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I have a client and server application which use SSLStream to communicate over port 80. Both the client and the server are running as Windows Services.

Everything works in my test environment (my development computer, under the OS Windows 7 Ultimate). My problem is that when I go to deploy the client and server application to their deployment environments (the server being on Windows Server 2008, and the client being on Windows Server 2003) it does not work, and I get the error: "The client and server cannot communicate, because they do not possess a common algorithm" Please note that I have installed the same certificate using the makecert commands (listed in the "Firstly" section below)

In addition, when I gave up on trying to get the client to authenticate under the Windows Server 2003 computer, I moved it to a completely new/different Windows Server 2008 computer.. and then got a new error along the lines of "credentials supplied to package not recognized."

If you have any experience with this issue, please advise. I have been working on this for the past 3 days and have burnt up over 20 hours of development time. Please remember, the problem keeps happening when the Server and Client attempt to authenticate.

Firstly, I used the following commands via makecert.exe to generate self-signed (?) X509 Certificates:

- makecert -n "CN=Transcert" -r -sv Transcert.pvk Transcert.cer
- makecert -sk Transcert -iv Transcert.pvk -n "CN=Transcert" -ic Transcert.cer Transcert.cer -sr LocalMachine -ss Root 

(Please note, I used the Store Location 'LocalMachine' because it is my understanding that Windows Services use this Store location through the LocalSystem account, i may be wrong?)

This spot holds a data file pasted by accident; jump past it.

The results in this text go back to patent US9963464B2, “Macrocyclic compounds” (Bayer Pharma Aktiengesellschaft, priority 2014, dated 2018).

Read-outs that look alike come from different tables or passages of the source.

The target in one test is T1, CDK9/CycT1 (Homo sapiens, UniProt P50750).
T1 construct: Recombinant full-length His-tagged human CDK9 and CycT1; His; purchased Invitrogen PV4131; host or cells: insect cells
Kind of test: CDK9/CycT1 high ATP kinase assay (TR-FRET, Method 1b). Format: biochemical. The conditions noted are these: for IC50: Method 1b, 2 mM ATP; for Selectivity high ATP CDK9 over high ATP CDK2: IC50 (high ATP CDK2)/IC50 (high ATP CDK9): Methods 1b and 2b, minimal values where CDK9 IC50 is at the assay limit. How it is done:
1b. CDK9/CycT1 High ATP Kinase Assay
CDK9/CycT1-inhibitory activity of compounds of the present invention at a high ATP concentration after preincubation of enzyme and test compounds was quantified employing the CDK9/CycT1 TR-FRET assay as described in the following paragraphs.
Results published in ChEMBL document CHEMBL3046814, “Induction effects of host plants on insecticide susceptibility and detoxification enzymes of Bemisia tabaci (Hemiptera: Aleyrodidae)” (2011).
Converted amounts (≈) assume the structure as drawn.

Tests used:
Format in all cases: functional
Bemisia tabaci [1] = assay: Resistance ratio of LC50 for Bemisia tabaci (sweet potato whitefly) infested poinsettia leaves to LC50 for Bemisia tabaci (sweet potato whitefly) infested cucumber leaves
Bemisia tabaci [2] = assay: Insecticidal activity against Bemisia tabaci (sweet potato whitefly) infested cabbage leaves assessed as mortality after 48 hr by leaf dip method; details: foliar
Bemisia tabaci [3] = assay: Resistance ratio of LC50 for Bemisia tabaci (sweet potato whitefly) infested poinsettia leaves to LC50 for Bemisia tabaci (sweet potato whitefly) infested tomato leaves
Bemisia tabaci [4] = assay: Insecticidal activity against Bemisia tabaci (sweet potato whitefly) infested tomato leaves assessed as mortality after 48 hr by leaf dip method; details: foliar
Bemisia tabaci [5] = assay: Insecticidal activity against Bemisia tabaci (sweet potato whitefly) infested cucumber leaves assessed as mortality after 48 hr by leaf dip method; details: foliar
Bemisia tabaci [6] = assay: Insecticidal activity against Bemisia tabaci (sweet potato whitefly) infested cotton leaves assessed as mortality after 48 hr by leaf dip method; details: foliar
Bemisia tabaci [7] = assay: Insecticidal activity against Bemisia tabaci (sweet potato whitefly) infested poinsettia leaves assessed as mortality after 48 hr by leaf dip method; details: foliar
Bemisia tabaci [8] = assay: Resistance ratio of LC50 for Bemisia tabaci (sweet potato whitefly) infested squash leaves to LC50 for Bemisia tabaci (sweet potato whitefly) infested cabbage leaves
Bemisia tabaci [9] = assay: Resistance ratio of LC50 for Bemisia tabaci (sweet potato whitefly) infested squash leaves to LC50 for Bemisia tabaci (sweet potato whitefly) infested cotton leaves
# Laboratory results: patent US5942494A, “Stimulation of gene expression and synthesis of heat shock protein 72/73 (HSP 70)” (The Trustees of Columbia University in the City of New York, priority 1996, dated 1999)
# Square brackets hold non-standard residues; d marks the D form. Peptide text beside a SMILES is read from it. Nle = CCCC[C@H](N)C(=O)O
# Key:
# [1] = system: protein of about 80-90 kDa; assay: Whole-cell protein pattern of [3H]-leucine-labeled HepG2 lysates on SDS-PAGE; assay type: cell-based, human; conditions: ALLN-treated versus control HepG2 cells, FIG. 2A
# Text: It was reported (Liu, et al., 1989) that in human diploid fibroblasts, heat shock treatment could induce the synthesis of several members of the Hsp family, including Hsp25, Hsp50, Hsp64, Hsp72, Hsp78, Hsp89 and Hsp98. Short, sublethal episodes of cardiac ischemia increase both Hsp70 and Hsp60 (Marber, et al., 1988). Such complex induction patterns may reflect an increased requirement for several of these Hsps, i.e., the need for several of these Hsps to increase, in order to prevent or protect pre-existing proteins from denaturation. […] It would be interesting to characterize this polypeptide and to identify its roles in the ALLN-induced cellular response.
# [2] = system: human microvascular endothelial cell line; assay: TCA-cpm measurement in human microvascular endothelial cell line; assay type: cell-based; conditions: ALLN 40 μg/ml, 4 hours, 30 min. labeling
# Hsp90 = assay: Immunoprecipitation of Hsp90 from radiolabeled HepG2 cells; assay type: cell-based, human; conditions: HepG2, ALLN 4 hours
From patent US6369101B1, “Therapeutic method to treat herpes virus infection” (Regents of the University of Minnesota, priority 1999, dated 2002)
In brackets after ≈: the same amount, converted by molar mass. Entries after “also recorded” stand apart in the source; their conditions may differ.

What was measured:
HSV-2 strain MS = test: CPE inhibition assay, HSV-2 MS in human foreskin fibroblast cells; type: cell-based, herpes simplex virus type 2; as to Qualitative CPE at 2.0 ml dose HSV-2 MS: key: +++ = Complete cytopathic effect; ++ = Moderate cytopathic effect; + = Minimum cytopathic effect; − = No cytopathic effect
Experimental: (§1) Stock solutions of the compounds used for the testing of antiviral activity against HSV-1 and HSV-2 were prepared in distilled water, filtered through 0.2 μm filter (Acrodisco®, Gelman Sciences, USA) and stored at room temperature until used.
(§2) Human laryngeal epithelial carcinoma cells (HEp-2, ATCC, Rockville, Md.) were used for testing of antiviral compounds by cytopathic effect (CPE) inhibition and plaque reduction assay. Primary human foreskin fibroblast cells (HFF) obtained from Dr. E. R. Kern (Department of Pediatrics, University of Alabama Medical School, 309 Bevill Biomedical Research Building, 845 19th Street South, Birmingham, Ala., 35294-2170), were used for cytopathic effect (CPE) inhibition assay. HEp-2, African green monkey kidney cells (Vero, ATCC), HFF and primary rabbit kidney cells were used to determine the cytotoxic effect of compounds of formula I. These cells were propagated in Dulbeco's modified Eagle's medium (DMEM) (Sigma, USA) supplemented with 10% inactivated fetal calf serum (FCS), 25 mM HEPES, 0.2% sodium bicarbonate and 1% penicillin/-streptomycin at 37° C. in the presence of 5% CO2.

Secondly, On the Server, I retrieve the Certification from the Store by the following code:

X509Store store = new X509Store(StoreName.Root, StoreLocation.LocalMachine);
store.Open(OpenFlags.ReadOnly);
X509CertificateCollection cert = store.Certificates.Find(X509FindType.FindBySubjectName, "Transcert", false);
if (cert.Count > 0)
{
  return cert[0];
}

Thirdly, On the Server, I start listening for TCP Clients on port 80:

public virtual void StartListening()
{
  sslServer = new TcpListener(HostPort);

  sslServer.Start();

  AcceptClientThread = new Thread(new ThreadStart(AcceptClientThread_Run));
  AcceptClientThread.Start();
}

private void AcceptClientThread_Run()
{
  try
  {
    TcpClient client = sslServer.AcceptTcpClient();

    ProcessNewClient(client);
  }
  catch (Exception ex)
  {

  }

  AcceptClientThread_Run();
}

Fourthly, On the Server, I prepare the code to process when a client connects:

  SslClient = pSslClient;
  SSLCertificate = pSSLCertificate;

  _SslStream = new SslStream(SslClient.GetStream());
  _SslStream.AuthenticateAsServer(SSLCertificate, false, SslProtocols.Tls, false);

  Output = new StreamWriter(_SslStream);
  Output.AutoFlush = true;
  Input = new StreamReader(_SslStream);

  ReadThread = new Thread(new ThreadStart(ReadIncomingData));
  ReadThread.Start();

Finally, On the Client, I prepare the code for connecting the Client to the Server:

    ServicePointManager.SecurityProtocol = SecurityProtocolType.Tls | SecurityProtocolType.Ssl3;

    sslClient = new TcpClient();
    sslClient.Connect(HostAddress, HostPort);

    //ServicePointManager.ServerCertificateValidationCallback = delegate(object sender, X509Certificate certificate, X509Chain chain, SslPolicyErrors sslPolicyErrors) { return true; };

    sslStream = new SslStream(sslClient.GetStream(), false, new RemoteCertificateValidationCallback(CertificateValidationCallback));
    sslStream.AuthenticateAsClient("Trancert");

    showSslInfo(HostAddress, sslStream, true);

-- Above is everything I have available in relation to this problem --

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1 Answer 1

If the same code is working on one machine and not on the other, with the same server certificate, then I would double-check that the private key was imported correctly along with the server certificate on the second machine.

Look at the certificate's properties in the Certificate Manager MMC snap-in, and you should see the tiny key icon next to, "You have a private key that corresponds to this certificate."

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